If you’ve kept up with my writing, then you’re probably aware of Final Fantasy IX’s status as my favorite game of all time. I’ve played the Playstation classic twice now, but with my game’s third disc on the fritz, my desire for the game to be remade became much more urgent. My wish came true in the form of the Android and Steam port, and as soon as it was released for the Android earlier this year, I embarked on my third, completionist playthrough (Ozma, here I come!).
Since I’ve already discussed the game’s story and characters in the past by counting down my favorite moments in the game, this review is really going to focus on the port itself and the changes it does make, such as the graphics and the touch screen controls. These are the biggest changes the port makes to the original game since it retains much of the previous features while adding some nifty features.
The graphics of the original Final Fantasy IX are by no means bad, but the game is beginning to show its age some. The port gives the characters newer, crisp models, in addition to clearing up the background some as well. The background however, is not in HD as the character models are, so seeing the characters against the blurry, painted looking backdrop can no doubt be jarring for some players. With that said, I appreciate that the backgrounds retain the old and artistic look the original offered, so this doesn’t bother me much. The main cutscenes have also received visual refinements as well, making them even more enjoyable to watch.
In terms of the controls, the battle menu and main menu is modified a bit to accommodate the touch screen. Movement is done with a digital joystick that appears on the screen, and button commands are initiated with a pop up. I appreciate the transition to touch screen controls and feel that the game did so successfully, despite the occasional lack of responsiveness or wonkiness.
Not only are the graphics and controls modified to accommodate the touch screen, but there are additional cheats that allow the player to streamline the game significantly, and it adds a new fun twist to playing the game. Hate random encounters and want nothing to do with them? You can turn them off. Want to do a speed run through the game? You can speed up cutscenes to help maximize your time. Want to max out your Gil, levels, and abilities without having to grind? You can do that too. Some people will tell you this is cheating, but since all of these are optional features the player can choose to take or ignore, it’s really not. It gives you the freedom to play the game as you want, and that’s great.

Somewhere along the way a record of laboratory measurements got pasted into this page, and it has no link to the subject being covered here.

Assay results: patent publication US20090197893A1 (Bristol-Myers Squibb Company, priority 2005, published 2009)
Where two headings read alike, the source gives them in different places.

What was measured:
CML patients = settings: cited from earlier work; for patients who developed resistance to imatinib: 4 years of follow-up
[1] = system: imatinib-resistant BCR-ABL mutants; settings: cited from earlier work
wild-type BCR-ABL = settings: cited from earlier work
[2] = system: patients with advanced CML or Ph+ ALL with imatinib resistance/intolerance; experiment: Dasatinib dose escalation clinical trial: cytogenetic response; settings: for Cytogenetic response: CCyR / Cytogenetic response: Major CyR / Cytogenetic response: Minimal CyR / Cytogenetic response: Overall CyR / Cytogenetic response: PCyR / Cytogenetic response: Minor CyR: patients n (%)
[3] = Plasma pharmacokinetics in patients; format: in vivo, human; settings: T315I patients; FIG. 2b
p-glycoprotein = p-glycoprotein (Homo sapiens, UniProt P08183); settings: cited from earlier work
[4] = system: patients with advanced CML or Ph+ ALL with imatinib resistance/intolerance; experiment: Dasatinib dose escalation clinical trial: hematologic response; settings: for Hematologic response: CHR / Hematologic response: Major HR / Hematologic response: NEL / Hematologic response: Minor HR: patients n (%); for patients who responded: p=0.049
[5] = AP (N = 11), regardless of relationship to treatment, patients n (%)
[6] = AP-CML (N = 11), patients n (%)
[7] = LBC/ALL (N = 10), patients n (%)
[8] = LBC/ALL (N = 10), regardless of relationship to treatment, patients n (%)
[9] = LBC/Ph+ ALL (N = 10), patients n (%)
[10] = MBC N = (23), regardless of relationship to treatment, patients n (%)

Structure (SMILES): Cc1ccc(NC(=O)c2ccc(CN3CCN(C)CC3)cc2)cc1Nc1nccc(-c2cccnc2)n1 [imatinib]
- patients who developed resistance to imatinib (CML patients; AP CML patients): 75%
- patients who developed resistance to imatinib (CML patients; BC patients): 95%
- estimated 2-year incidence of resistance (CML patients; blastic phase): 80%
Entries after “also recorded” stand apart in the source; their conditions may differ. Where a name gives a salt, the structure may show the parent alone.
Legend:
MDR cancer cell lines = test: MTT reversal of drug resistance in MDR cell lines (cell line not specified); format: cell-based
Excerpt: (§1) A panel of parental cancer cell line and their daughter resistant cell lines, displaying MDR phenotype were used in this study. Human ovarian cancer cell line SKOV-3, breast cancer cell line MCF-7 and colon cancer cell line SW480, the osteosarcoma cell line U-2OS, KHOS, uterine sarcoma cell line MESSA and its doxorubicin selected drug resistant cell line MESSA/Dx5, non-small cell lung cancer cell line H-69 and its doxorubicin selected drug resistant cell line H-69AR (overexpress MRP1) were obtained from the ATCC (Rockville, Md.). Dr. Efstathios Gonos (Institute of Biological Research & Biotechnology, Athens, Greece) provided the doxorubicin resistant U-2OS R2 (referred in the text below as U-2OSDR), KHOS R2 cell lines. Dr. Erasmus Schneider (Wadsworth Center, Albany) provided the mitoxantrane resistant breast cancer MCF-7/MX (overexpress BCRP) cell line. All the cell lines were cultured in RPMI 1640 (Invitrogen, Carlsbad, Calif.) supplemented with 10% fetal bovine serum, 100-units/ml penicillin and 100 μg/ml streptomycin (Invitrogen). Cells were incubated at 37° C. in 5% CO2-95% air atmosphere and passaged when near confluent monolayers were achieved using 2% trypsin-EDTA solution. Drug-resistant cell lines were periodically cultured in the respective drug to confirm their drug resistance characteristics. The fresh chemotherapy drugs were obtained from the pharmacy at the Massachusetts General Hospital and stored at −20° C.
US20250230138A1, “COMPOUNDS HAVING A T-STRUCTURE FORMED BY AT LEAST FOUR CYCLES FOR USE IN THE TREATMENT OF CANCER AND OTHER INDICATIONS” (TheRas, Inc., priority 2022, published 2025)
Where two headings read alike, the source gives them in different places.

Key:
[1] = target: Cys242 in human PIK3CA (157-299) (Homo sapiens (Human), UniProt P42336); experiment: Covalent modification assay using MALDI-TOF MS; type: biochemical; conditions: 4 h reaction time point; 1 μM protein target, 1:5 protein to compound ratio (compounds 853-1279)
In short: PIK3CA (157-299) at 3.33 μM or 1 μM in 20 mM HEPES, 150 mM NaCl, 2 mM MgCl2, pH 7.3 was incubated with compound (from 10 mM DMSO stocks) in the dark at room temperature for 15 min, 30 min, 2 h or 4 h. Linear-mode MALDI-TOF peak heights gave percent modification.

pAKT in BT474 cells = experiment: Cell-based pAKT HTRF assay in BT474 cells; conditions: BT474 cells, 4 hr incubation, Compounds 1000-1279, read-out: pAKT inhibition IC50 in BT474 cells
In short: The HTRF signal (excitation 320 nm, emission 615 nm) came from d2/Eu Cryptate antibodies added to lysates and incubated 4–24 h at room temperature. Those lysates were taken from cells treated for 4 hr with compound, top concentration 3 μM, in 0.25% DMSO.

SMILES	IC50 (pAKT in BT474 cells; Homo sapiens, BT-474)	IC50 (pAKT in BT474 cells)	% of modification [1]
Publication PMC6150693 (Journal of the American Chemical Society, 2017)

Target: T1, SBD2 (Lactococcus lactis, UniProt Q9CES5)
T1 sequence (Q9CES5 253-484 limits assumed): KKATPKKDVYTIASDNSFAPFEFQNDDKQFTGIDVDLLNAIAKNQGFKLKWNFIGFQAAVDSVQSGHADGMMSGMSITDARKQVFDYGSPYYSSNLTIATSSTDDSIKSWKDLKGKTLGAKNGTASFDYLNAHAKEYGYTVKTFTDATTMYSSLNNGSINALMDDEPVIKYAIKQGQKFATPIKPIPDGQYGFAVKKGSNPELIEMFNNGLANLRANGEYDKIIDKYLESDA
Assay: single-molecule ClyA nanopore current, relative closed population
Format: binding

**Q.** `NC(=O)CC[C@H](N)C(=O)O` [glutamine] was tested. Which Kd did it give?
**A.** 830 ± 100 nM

In addition to these “cheats”, the Final Fantasy IX port also features an autosave function that activates every time you enter or leave an area, meaning that you don’t have to worry as much about finding Moogles to save at. It helps give a sense that you can play on the go, and it’s pretty nice to have if you’re in a rush and can’t afford to get a save point right away. The only time I ran into a problem with this feature was when I was underleveled for a boss fight and was forced to load my last save file in order to level accordingly.
On that note, not only can you turn off the encounters, but the encounter rate in Final Fantasy IX’a Androud port is significantly lower. Dungeons that used to be extremely difficult in the original Playstation game were much easier when I could complete the dungeon without having to fight more than a couple of times. I for one appreciate the lowered encounter rate because it makes the game much easier to play on the go. Instead of getting stuck in encounter after encounter, it allows you to experience the story at a much quicker pace. And if you need to grind for levels? You still can. It’s a matter of choice on how you want to play the game.
Things like this make the game not only more accessible to new RPG fans, but it’s also proof that the developers put time and effort into this port by adding in new features otherwise nonexistent in the original game. By making conscious decisions that will improve the experience for gamers, it makes the game all the more accessible and desirable to play. I’ve had very few issues playing the Final Fantasy IX port, and more than anything, I’m just happy to be able to play this fantastic game yet again on a new, portable device wherever I go.
Score: 4.5 tripping Vivis out of 5